Market Insights 8 min read

African Regulatory Spotlight – The Importance of Early Warning for Compliance

Jan 07, 2019 African Regulatory Spotlight – The Importance of Early Warning for Compliance

kilimanjaro-1025146_1920Welcome to K2J’s African Regulatory Spotlight, your source for news and opinion regarding environmental and safety regulations among the 55 countries comprising the African Union. As always, feel free to interact through C2P and Twitter. Your feedback is valuable so please let me know what you think.

The Importance of Early Warning for Environmental/Safety Compliance in Africa

One aspect of environmental and safety compliance for product manufacturers and exporters that should always factor into the compliance tracking process is early warning. A principal reason driving the importance of early warning is the time it takes to clear channels of non-compliant product. Consider for example the time it took to clear deca brominated diphenyl ether from products when the sun set on this exempted application under EU RoHS in July 2008, companies that were not prepared had to scramble. It is incumbent on corporations, therefore, to prepare before a new requirement is promulgated or, as in the case of RoHS exempted applications, scheduled, regular reviews that may result in changes. This is particularly the case for emerging or evolving markets like the 55 countries comprising the African Union.

The reason that new requirements in emerging or evolving markets such as countries on the African continent can arise suddenly is a function of three things – (1) the state of environmental governance, (2) pressing potential drivers, and (3) political movements:

  • Governance – How prominent is environmental management in the country? What are its fundamental laws and regulations? Is it signatory to international treaties like Basel, Bamako and Stockholm? To what extent have multinational companies been impacted by this governance. One example is Tanzania, which ramped up its requirements on multinational mining companies under the amendments to the 2010 Mining Act, the first stage of which was passed in July 2017. Despite the stricter requirements, major players like Acacia Mining PLC have adjusted[1]. Others, like Liontown Resources, have ceased or scaled back operations[2].
  • Pressing potential drivers – The development and promulgation of environmental laws and regulations are often driven by catastrophe rather than foresight. Consider Love Canal that led to Superfund or the Bhopal Disaster that prompted the Emergency Planning and Community Right to Know Act (EPCRA). Other requirements are product focused (e.g., RoHS, WEEE, REACH) and forced on business by the markets they serve as opposed to the location and environmental impact of their facilities.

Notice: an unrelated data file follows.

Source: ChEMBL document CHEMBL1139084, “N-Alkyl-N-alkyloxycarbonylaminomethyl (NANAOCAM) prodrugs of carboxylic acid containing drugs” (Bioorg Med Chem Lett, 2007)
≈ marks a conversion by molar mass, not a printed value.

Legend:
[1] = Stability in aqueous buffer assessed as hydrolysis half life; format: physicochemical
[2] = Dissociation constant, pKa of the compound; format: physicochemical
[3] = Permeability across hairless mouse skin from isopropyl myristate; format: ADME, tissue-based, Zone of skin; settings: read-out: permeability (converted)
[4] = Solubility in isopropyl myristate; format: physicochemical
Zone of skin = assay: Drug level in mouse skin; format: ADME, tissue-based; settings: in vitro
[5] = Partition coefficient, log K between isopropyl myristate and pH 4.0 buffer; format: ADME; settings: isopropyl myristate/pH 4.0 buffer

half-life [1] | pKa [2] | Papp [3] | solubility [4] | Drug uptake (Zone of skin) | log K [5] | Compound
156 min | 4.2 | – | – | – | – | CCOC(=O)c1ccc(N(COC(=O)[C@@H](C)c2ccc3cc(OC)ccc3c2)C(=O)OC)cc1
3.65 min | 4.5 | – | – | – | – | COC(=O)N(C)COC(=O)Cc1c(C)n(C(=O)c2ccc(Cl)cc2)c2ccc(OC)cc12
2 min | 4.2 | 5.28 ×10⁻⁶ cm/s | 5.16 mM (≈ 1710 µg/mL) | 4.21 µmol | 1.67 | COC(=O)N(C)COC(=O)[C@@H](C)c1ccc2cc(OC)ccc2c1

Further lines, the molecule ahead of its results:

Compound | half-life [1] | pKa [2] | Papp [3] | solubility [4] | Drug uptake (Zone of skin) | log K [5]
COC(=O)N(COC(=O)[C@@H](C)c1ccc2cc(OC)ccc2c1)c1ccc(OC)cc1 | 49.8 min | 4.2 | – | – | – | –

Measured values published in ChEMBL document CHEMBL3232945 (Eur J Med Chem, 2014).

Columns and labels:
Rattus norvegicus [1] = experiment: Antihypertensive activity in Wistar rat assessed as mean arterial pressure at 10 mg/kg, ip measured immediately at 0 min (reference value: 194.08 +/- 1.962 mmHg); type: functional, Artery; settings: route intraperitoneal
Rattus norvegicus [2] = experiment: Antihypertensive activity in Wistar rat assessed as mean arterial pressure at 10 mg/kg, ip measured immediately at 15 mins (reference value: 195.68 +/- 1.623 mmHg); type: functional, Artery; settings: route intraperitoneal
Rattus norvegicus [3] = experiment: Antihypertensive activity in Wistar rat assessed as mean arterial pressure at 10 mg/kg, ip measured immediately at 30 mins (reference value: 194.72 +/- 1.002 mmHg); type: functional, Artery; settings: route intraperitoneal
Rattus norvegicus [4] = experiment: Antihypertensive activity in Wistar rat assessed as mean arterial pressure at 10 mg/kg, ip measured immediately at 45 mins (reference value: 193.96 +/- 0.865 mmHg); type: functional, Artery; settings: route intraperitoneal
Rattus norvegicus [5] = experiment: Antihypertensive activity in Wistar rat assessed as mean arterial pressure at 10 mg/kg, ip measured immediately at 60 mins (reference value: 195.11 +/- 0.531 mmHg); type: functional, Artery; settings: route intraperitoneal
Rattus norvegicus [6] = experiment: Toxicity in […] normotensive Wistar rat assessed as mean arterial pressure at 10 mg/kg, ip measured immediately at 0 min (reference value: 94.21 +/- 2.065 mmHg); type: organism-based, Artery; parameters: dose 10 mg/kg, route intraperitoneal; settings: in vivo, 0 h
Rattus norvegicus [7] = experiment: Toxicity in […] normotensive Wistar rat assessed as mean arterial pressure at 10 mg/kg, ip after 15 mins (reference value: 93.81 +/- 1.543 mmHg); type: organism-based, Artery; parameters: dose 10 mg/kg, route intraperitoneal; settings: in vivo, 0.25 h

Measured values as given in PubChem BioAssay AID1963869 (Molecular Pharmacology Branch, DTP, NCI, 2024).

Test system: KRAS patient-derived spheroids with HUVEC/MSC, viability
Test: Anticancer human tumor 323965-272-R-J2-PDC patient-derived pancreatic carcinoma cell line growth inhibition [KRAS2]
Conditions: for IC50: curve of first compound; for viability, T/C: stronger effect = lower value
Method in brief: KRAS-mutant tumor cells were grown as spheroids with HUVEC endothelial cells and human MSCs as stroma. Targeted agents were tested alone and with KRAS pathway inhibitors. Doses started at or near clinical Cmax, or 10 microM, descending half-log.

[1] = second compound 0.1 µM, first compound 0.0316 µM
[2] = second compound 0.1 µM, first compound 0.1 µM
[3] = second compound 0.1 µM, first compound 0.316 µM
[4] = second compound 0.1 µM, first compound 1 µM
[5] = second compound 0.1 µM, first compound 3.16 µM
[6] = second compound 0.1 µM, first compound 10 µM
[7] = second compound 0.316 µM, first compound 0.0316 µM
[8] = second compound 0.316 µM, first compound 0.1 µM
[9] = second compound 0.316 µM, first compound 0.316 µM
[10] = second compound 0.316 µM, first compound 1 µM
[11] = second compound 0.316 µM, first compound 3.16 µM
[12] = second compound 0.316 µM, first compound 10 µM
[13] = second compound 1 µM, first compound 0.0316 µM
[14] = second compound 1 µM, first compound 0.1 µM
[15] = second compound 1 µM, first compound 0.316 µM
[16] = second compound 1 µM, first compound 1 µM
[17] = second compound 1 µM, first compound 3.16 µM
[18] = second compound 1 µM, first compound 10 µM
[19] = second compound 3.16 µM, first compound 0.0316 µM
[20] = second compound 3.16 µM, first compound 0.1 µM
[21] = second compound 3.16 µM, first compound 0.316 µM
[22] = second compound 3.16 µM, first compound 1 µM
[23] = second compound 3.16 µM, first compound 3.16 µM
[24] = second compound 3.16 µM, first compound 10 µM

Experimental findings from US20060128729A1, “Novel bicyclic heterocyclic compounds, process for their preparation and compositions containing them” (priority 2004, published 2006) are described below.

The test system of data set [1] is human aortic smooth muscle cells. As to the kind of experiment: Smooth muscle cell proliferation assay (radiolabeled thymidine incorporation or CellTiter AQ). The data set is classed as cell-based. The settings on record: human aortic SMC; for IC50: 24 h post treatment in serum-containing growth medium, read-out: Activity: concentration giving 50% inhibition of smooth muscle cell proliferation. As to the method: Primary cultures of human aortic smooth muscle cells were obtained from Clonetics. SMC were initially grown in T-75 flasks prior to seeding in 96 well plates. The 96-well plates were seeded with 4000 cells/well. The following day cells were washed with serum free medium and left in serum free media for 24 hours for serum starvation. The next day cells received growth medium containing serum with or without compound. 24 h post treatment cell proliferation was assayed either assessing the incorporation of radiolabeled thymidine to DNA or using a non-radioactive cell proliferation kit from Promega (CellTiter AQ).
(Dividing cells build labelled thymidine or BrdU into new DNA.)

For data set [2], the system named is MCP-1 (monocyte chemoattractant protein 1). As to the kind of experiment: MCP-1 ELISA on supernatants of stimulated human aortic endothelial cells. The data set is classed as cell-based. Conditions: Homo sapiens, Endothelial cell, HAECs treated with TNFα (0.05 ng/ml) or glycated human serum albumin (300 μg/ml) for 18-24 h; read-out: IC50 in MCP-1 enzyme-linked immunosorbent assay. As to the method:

• Ghanaian example- Accra has been a center for widespread, informal and damaging e-waste recycling and resource recovery for years to the point that it’s recognized as one of the most polluted slums in the world. There are several reasons why there has been no improvement in e-waste management (Daum et al, 2017):
      • Government is hamstrung by the putative economic benefits to the informal recycling sector.
      • International regulation is weak – Basel and Bamako Conventions have loopholes.
      • The US exercises even less control over exports of electrical and electronic wastes as a non-signatory to Basel
      • Two certification schemes, R2 and e-stewards, offer labels and a level of awareness, but given the widespread mislabeling of imported electronics and the indirect routes of entering the country (Lagos, Bizerte and Durban), whatever incremental awareness such a label would bring would be offset, likely by unofficial copies of those labels.
      • Efforts to institute the return of non-functioning toxic EEE are stymied by the very conventions created to protect developing countries.
      • Corporations and exporters to Ghana should review their action plans concerning e-waste in Ghana.

  • Political movements and the rise of new leadership often herald new requirements–
    • Ghana’s President Nana Akufo-Addo spoke openly and forcefully about the need for Africa to be self-reliant to President Macron of France during the latter’s visit to the country. This new emphasis on African self-reliance, originally introduced by Ghana’s first President, Kwame Nkrumah and reintroduced by Ghana’s current President (and other heads of state), resonates with young Africans. Couple this with the clearly unsustainable nature of the informal or formal recycling industry, and the prospect of environmental requirements to correct this problem is strong. Too much EEE that is imported to Accra is non-functioning, which results in low-level material recovery rather than higher level recycling. The former is the cause of excessive contamination that will ultimately outweigh the economic benefits keeping this informal sector in place until now.
    • Rwanda’s President Paul Kagame and Guinea’s President Alpha Condé among others are current African leaders spreading the message of African self-reliance.
    • Tanzania’s President John Magufuli, nicknamed “the bulldozer”, is responsible for tougher requirements on multinational mining concerns in order to increase revenues to the country for its plentiful mineral resources.
    • New proactive administrations such as that of the new President of Sierra Leone, Julius Maada Bio are poised to advance governance in the areas of environmental and safety management.

Early warning systems have not historically been a common practice in corporations, particularly in the environmental space. In evolving and emerging markets, my experience and advice support action plans that are as proactive as possible to minimize the disruption of business and to maximize corporate social responsibility.

Please send questions or information requests to Dr. Ken Jennings through C2P or Twitter – @kvbj47